Does your office have a resident grinch who can’t help but make life miserable for their co-workers? According to a new study just released by the University of Central Florida, keeping a gratitude journal would go a long way toward improving that individual’s rude, disrespectful, or downright nasty behavior.
Work, by its very definition, isn’t always going to be fun. Some employees, though, and you know the type, can’t help but put a permanent frown on their face while at the office.
Every little task or problem is greeted with a groan or roll of the eyes. In many instances, one employee’s pessimism tends to rub off on the co-workers around them.
In more extreme cases, some employees make a habit of gossiping about their co-workers, spreading hurtful rumors, or just downright bullying others.
How to successfully address and improve employee workplace behavior is a puzzle that managers and bosses have been trying to solve for decades. Now, researchers at UCF say something as simple as taking a few minutes each day to jot down the things one is grateful for can go a long way toward fostering better in-office behavior, attitudes, and perceptions.
“Gratitude interventions are exercises designed to increase your focus on the positive things in your life. One intervention involves writing down a list of things you are thankful for each day,” says management professor & study co-author Shannon Taylor in a university release. “That simple action can change your outlook, your approach to work, and the way your co-workers see you.”
“Gratitude exercises are becoming increasingly popular products to improve employee attitudes and well-being, and our study shows managers can also use them to foster more respectful behavior in their teams,” she continues.
We’re all supposed to grow out of immature habits like gossiping or bullying by the time we graduate high school. Unfortunately, many adults bring these childish tendencies with them into the workplace. Besides obviously taking a mental toll on everyone in the office, mistreatment in the workplace can also lead to major monetary losses due to its effect on productivity and morale. Not to mention the possibility for higher employee turnover and even potential lawsuits.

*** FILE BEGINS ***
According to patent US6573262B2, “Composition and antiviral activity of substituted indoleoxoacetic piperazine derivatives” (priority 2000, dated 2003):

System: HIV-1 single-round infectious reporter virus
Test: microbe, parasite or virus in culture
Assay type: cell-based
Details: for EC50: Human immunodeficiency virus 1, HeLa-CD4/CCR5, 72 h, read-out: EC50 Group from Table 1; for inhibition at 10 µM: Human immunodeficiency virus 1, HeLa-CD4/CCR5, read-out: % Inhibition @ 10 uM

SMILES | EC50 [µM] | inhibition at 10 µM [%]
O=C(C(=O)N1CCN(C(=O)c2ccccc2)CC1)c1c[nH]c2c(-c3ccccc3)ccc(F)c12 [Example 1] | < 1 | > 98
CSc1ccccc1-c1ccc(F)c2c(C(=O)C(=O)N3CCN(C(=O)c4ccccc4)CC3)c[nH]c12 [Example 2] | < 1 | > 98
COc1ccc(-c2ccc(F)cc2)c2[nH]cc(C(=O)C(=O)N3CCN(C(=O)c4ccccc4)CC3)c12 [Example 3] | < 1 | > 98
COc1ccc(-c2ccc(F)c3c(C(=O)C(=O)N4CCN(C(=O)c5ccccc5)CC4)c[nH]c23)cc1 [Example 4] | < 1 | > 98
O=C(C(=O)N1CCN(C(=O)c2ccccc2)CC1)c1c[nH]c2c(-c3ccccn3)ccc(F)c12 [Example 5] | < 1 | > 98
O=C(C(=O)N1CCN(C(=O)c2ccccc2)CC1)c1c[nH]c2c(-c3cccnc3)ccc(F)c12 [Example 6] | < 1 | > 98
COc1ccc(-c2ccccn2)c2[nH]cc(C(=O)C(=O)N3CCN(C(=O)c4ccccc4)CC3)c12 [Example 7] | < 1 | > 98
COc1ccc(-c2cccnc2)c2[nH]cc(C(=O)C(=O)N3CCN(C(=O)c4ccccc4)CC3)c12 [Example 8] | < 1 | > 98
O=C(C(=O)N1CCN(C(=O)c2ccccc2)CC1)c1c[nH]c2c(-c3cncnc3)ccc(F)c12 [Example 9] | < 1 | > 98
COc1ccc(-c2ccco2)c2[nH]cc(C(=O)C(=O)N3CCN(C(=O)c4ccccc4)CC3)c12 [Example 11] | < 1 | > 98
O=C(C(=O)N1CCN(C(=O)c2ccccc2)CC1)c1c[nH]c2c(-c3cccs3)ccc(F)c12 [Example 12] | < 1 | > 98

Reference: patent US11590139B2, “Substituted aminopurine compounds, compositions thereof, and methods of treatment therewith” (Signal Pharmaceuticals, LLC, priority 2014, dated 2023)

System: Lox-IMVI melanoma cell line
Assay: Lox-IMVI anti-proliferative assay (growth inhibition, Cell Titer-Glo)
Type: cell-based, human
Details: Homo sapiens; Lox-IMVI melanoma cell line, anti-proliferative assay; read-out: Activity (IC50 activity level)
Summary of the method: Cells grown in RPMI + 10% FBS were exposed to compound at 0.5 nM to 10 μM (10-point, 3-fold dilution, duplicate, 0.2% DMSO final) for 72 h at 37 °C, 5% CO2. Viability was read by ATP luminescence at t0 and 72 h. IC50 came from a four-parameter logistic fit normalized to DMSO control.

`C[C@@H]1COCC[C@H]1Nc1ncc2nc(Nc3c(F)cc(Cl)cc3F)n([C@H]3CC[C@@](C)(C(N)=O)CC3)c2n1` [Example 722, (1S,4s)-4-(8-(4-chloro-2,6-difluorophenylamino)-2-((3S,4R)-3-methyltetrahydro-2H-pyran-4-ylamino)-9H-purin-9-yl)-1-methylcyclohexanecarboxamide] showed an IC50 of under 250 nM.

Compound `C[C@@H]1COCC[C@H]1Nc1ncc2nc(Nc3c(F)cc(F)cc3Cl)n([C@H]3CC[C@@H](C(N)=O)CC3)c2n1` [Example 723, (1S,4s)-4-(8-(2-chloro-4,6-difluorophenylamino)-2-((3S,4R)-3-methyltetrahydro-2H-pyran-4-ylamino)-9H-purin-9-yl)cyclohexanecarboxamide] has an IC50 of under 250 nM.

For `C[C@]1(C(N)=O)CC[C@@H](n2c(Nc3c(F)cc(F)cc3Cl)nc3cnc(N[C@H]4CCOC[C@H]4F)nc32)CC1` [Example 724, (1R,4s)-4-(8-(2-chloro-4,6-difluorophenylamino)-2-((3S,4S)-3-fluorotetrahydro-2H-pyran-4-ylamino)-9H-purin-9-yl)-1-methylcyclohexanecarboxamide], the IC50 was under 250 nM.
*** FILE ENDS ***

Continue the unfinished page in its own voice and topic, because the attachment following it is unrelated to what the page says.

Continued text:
With all this in mind, encouraging employees to keep a gratitude journal represents a relatively easy way to encourage a more positive work environment.
“While organizations spend quite a bit of time and money to improve employee behavior, there are not a lot of known tools available to actually make the needed changes,” comments study co-author and doctoral student Lauren Locklear. “We found the gratitude journal is a simple, inexpensive intervention that can have a significant impact on changing employee behavior for the better.”
The research behind these findings was simple and to the point. A group of employees was asked to keep a daily log for two weeks of all the things in their life they’re thankful for. Consequently, those participants’ co-workers reported the subjects were more polite, gossiped less often, and were nicer to other employees they don’t usually talk to.
We all experience frustrating moments during the workday. What’s really important is not allowing those instances to ruin our entire day (and the day of the people working around us). Keeping a gratitude journal is just one way to accentuate the positive and create a more inviting work environment.
The full study can be found here, published in the Journal of Applied Psychology.